IPCA report finds police officer 'constructed' story of colleagues being punched, pushed so he could tase suspect

IPCA report finds police officer 'constructed' story of colleagues being punched, pushed so he could tase suspect
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The police watchdog has found an officer was not justified in tasering a man three times who was being held in the Tauranga District Court cells in 2019. 

In a report released on Tuesday, the Independent Police Conduct Authority (IPCA) said a man, who suffers from mental illness, was taken from Tauranga Police Station to the court cells to await an appearance in February 2019.

The man became agitated and disruptive and attempted to leave his cell before the officer involved in this incident, along with his colleagues, picked him up and forced him back into the cell.  

A community magistrate remanded the man in custody, which meant he needed to be moved back to the police station but he refused and would not cooperate.

"After an attempt to persuade him to come voluntarily, the officer entered the cell with a taser pointed at the man," the IPCA report said. 

"Another police officer and three corrections officers also entered and tried to restrain the man."

The officer told the Authority he believed the man had hit and pushed away two of his colleagues and posed an imminent and serious threat to himself.  

"He says the man threatened to kill him, and he believed he was about to be assaulted.  He was extremely wary of the man's strength and speed," the report says.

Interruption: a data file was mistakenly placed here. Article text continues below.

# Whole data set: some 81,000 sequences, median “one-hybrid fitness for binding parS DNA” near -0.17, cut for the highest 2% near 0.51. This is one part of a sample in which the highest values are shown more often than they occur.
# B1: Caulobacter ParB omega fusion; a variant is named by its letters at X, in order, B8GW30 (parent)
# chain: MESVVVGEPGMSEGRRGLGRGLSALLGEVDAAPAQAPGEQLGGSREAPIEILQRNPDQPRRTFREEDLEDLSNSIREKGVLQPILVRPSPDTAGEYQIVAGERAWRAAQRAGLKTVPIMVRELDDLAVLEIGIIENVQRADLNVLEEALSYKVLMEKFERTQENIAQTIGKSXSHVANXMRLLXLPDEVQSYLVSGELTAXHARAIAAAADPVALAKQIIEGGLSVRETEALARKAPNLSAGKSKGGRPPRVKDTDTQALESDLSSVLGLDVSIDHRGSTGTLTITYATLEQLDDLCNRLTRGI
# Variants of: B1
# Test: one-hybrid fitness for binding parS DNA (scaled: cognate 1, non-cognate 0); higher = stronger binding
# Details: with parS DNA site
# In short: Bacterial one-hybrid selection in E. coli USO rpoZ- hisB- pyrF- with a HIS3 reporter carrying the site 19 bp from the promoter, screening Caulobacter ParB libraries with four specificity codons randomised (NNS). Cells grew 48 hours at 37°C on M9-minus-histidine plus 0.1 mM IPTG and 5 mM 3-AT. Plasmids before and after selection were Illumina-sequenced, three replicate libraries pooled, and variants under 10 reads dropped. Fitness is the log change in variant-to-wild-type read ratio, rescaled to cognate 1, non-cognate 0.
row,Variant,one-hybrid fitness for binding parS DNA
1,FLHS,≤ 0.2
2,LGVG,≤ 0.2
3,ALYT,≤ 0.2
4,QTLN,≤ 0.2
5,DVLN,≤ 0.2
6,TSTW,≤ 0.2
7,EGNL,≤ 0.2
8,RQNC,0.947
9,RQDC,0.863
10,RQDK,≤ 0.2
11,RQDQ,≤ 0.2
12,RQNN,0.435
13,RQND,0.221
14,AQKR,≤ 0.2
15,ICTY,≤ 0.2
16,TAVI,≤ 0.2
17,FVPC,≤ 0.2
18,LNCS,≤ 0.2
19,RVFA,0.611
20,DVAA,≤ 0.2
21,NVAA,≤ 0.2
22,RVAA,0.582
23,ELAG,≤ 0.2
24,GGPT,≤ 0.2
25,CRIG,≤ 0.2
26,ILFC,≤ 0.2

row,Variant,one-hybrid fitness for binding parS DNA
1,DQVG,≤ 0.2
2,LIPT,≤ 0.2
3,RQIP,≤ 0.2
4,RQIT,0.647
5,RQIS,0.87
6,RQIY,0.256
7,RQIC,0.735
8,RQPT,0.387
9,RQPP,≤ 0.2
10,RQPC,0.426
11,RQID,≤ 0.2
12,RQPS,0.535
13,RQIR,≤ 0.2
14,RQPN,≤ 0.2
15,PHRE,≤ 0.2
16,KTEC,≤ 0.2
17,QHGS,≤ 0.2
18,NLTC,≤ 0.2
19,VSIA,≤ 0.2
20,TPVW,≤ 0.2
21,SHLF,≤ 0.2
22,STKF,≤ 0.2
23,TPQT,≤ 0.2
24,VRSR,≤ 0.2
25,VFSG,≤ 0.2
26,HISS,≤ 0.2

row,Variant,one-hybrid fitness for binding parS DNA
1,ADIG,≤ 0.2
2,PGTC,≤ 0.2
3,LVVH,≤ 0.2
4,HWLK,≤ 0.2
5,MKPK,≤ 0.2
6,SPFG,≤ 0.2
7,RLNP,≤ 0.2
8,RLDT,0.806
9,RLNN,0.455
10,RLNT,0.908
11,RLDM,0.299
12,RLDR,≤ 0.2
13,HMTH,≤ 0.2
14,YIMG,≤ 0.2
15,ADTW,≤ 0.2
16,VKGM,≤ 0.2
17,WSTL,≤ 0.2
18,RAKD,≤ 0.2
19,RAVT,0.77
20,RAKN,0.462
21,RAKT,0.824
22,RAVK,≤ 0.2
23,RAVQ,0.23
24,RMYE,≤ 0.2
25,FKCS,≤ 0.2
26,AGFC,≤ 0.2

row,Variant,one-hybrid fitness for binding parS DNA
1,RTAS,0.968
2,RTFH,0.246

The officer told the Authority he fired his taser when the man lunged at him to defend himself and his colleagues.

"He activated the Taser twice more while the man was on the ground.  He believed the man was attempting to get up and was armed with a sharp Taser probe that could cause serious harm to himself and his colleagues who would handcuff the man," the report said. 

The report found there was a "fundamental contradiction" between the threat the officer and some of his colleagues say existed. 

"We cannot see any evidence of the officer's colleagues being punched or pushed, or the officer himself in a position of physical threat prior to any of the Taser discharges," the report said. 

"Despite what he now says, he simply cannot have perceived an imminent and serious threat at the time." 

The IPCA concluded the officer honestly believes his story but the Authority say he constructed his version of events to fit after they occurred and he now believes that is what happened. 

"This version has subsequently been reinforced through repeatedly watching the footage frame-by-frame in preparation for court.  In short, his recollection is unreliable, but not dishonest," the report said. 

Police said they self-reported the incident to the IPCA and carried out a criminal investigation. The officer was charged with three counts of assault with a weapon and stood trial in July last year but was acquitted by a jury.

Authority Chair Judge Colin Doherty said he acknowledges a jury acquitted the officer of criminal charges but the authority considered the evidence using a "different lens and employing a civil standard of proof". 

"The man did not pose a threat justifying the level of force used against him, and given the reality portrayed on the footage of this incident, the officer cannot have perceived that this was the case at the time,"  Doherty said.

"However, I accept he honestly believes a different construction of events."

Bay of Plenty District Commander Superintendent Tim Anderson said they accept the IPCA findings and their decision to charge the officer shows how seriously they treated the assault.

"Police now have an ongoing employment investigation in relation to this incident and the officer remains on restricted duties," Anderson said.